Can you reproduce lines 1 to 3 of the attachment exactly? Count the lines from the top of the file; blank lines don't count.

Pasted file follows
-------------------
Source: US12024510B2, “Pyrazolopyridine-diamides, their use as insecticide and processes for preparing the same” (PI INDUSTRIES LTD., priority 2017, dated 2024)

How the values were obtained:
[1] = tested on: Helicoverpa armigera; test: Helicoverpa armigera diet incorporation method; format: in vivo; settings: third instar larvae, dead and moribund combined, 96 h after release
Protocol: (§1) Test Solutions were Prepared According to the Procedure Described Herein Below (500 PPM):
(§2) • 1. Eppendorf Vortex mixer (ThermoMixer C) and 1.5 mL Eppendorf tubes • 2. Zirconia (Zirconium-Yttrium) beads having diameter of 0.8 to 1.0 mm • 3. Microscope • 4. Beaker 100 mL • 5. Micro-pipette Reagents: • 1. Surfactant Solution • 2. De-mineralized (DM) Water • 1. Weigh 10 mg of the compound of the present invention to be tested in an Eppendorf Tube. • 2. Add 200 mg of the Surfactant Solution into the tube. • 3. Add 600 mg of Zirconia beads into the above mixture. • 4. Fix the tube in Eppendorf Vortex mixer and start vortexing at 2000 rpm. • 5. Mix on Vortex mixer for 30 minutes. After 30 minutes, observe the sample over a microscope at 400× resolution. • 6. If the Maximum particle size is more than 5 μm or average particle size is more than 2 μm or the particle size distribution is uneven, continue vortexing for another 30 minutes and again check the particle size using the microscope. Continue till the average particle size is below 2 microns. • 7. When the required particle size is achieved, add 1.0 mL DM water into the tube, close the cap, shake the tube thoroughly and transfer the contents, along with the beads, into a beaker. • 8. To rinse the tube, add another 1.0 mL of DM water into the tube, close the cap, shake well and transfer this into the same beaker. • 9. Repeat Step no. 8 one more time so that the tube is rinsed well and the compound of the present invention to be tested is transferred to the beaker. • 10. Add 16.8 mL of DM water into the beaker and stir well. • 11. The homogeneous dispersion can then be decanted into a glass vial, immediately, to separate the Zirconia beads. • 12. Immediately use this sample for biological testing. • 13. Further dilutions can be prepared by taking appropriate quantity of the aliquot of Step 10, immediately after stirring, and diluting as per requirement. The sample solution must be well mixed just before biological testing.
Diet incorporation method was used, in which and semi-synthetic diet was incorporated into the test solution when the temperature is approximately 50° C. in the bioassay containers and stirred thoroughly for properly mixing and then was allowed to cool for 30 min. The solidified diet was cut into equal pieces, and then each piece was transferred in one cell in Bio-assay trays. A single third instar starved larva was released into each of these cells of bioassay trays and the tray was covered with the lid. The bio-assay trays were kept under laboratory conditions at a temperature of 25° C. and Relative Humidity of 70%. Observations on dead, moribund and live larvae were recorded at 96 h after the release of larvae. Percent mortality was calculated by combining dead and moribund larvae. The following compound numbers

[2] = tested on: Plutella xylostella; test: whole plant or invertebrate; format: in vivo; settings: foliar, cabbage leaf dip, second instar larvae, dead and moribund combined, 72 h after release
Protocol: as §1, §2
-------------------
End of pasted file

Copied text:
Source: US12024510B2, “Pyrazolopyridine-diamides, their use as insecticide and processes for preparing the same” (PI INDUSTRIES LTD., priority 2017, dated 2024)

How the values were obtained:
[1] = tested on: Helicoverpa armigera; test: Helicoverpa armigera diet incorporation method; format: in vivo; settings: third instar larvae, dead and moribund combined, 96 h after release